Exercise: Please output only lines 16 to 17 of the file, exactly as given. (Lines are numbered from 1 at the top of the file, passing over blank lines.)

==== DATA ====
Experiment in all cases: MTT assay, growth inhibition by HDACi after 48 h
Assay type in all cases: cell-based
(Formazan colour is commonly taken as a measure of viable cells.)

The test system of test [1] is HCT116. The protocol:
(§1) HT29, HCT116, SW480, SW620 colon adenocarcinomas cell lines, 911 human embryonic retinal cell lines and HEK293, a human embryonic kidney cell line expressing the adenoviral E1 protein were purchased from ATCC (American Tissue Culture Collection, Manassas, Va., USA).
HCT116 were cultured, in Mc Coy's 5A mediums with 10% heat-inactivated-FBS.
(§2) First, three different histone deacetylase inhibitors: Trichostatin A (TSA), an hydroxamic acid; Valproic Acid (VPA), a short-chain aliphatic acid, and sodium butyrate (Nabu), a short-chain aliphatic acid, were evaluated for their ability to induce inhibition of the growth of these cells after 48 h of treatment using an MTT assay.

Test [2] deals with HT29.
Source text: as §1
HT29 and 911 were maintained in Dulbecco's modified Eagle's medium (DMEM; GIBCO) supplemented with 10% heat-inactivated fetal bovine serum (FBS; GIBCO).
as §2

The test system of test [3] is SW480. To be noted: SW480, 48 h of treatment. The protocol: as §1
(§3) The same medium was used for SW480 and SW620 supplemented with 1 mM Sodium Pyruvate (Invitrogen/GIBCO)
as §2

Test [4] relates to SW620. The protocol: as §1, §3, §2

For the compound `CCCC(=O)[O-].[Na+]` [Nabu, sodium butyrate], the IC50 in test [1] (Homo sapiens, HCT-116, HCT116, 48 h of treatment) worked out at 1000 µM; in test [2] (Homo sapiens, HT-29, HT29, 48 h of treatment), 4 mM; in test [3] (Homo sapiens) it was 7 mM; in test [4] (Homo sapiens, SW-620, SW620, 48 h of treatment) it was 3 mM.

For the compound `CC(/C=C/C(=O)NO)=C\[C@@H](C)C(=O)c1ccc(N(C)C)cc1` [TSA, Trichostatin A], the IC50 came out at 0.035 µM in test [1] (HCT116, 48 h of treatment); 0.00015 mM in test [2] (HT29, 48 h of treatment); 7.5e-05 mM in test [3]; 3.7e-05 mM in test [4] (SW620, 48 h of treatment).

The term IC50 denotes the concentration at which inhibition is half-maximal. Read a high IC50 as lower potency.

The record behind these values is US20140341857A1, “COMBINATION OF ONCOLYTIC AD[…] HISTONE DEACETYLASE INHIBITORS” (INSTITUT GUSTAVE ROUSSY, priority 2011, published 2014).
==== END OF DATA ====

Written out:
For the compound `CCCC(=O)[O-].[Na+]` [Nabu, sodium butyrate], the IC50 in test [1] (Homo sapiens, HCT-116, HCT116, 48 h of treatment) worked out at 1000 µM; in test [2] (Homo sapiens, HT-29, HT29, 48 h of treatment), 4 mM; in test [3] (Homo sapiens) it was 7 mM; in test [4] (Homo sapiens, SW-620, SW620, 48 h of treatment) it was 3 mM.

For the compound `CC(/C=C/C(=O)NO)=C\[C@@H](C)C(=O)c1ccc(N(C)C)cc1` [TSA, Trichostatin A], the IC50 came out at 0.035 µM in test [1] (HCT116, 48 h of treatment); 0.00015 mM in test [2] (HT29, 48 h of treatment); 7.5e-05 mM in test [3]; 3.7e-05 mM in test [4] (SW620, 48 h of treatment).